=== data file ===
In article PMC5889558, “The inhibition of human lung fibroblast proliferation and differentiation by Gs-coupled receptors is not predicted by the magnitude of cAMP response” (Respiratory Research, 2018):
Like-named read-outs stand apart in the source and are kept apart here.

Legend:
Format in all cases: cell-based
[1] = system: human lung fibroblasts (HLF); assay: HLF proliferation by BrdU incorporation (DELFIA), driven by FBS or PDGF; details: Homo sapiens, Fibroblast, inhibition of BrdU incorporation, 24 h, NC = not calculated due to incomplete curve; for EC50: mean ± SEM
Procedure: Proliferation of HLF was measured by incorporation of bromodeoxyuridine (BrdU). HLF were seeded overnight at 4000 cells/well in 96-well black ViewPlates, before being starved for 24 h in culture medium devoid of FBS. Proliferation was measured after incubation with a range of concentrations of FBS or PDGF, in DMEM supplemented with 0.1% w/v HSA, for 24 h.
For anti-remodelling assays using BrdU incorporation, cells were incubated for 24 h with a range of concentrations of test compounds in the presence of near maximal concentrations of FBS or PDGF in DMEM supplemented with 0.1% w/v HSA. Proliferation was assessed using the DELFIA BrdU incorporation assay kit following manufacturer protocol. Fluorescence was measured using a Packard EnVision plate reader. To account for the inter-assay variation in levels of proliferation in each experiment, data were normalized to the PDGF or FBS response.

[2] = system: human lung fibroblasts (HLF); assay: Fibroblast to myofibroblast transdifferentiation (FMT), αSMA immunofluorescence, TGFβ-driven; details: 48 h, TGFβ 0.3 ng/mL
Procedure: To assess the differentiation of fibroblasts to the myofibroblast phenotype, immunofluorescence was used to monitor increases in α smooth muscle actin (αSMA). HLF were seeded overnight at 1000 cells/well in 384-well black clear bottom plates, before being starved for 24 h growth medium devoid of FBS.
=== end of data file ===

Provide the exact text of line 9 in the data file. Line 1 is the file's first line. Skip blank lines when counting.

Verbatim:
Procedure: To assess the differentiation of fibroblasts to the myofibroblast phenotype, immunofluorescence was used to monitor increases in α smooth muscle actin (αSMA). HLF were seeded overnight at 1000 cells/well in 384-well black clear bottom plates, before being starved for 24 h growth medium devoid of FBS.